(b) In October 1951, when Farms' lease was executed, Farms, by Formal bill of sale, sold Industries grain, hay, an interest in growing wheat, and an interest in a farm partnership. The stated consideration was approximately $7,300 but no cash was paid. At the same time Hubert, also by bill of sale, sold Industries wheat on one of the properties Farms had leased. The consideration for this was $900.


(c) In January 1952, when George's lease was executed, he and his wife, by bill of sale, sold Industries wheat and standing grain on some of the properties they leased. The consideration was in excess of $13,000.


(d) In March 1952, when Rex's lease was executed, he and his wife, by bill of sale, sold Industries grains, hay, and an interest in growing wheat. The consideration was in excess of $3,500.


(e) In October 1951 Farms, by unrecorded warranty deed delivered to Industries' attorney-director, conveyed to Industries for approximately $17,000 certain real estate in Hastings, Nebraska, improved with a cold storage house. Rex testified that this deed was not recorded 'because of some liabilities and one thing and another'.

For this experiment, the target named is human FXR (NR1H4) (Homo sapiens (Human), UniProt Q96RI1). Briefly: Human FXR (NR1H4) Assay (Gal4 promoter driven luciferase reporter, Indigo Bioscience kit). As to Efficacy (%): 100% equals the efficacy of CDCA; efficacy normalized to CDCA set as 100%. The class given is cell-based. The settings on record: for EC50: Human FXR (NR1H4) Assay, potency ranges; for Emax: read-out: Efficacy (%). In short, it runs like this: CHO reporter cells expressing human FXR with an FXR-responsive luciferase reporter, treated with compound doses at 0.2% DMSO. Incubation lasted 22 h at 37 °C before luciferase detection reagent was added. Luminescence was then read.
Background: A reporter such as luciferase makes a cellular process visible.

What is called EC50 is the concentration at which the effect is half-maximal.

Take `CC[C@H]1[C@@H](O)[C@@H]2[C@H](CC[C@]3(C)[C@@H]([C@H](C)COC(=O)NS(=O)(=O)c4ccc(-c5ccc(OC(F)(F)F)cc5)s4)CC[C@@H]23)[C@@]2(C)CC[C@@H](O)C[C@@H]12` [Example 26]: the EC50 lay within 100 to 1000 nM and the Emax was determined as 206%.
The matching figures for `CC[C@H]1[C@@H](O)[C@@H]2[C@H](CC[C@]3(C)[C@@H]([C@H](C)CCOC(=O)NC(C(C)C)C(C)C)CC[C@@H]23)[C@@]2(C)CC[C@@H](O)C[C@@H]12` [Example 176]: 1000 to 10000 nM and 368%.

(f) In March and April 1952 three separate checking accounts were opened in Industries' name in a Hastings, Nebraska, bank. These were designated as Farm No. 1, Farm No. 2 and Farm No. 3 accounts and were under the respective 'direction and management', as Rex testified, of George, Hubert and Rex. Receipts from the farms leased from George and his wife flowed into Account No. 1; those from the properties leased from Farms and the rent from the cold storage building flowed into Account No. 2; and those from farms leased from Rex and his wife flowed into Account No. 3. Although these accounts were all in Industries' name, it was so arranged at least, that George could effect withdrawals from Account No. 1, that Hubert and his wife could effect withdrawals from Account No. 2, and that Rex could effect withdrawals from Account No. 3. These withdrawal powers were not limited to amounts equal to the rentals specified in the respective leases. Withdrawals in excess of those rental amounts in fact were made. The corporation's book account for each taxpayer reflected these withdrawals, the rentals, the expenses attributable to the property, and the amount for which Industries was indebted to the taxpayer. The indebtedness included both the pre-October 1951 advances and the stated considerations, for which no cash was paid, for the properties transferred or conveyed to Industries.